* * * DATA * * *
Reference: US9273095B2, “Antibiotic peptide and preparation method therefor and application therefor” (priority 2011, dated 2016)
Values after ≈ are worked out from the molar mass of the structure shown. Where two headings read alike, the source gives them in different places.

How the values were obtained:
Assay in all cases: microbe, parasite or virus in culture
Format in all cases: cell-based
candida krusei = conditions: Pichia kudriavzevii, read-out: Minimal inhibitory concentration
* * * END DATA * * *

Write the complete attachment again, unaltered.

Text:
Reference: US9273095B2, “Antibiotic peptide and preparation method therefor and application therefor” (priority 2011, dated 2016)
Values after ≈ are worked out from the molar mass of the structure shown. Where two headings read alike, the source gives them in different places.

How the values were obtained:
Assay in all cases: microbe, parasite or virus in culture
Format in all cases: cell-based
candida krusei = conditions: Pichia kudriavzevii, read-out: Minimal inhibitory concentration